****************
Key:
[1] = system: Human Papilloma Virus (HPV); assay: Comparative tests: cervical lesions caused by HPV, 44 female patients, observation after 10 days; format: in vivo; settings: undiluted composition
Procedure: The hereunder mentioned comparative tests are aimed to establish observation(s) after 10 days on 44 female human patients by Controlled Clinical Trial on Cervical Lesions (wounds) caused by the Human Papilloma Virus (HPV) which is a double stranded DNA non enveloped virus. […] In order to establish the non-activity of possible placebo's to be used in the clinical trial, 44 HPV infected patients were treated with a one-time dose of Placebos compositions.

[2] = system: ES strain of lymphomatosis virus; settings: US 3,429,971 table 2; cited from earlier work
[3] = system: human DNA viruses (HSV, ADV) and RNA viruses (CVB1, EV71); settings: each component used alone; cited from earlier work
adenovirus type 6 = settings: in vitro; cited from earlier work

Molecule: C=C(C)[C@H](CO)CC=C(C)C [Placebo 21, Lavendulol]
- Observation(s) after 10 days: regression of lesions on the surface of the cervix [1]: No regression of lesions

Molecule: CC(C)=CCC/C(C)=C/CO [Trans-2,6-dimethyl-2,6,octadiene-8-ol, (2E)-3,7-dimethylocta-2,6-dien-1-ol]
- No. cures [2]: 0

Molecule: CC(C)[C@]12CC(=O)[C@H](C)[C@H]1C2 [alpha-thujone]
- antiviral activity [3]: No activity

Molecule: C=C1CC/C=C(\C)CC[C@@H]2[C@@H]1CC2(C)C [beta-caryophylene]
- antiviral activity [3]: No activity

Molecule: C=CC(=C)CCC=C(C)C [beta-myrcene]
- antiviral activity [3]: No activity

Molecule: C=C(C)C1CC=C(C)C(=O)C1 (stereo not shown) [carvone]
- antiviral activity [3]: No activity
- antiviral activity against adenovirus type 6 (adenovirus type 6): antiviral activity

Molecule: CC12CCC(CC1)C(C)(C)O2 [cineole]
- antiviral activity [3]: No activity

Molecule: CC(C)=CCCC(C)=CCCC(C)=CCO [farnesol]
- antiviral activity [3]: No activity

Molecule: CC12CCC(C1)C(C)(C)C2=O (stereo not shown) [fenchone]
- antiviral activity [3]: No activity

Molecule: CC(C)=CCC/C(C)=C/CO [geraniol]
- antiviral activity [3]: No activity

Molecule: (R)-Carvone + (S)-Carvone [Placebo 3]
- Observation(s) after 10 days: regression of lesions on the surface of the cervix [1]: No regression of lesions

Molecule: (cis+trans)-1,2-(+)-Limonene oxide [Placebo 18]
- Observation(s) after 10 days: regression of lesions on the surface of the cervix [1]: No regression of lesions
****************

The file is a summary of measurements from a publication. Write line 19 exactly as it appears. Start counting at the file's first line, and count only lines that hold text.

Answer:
- antiviral activity against adenovirus type 6 (adenovirus type 6): antiviral activity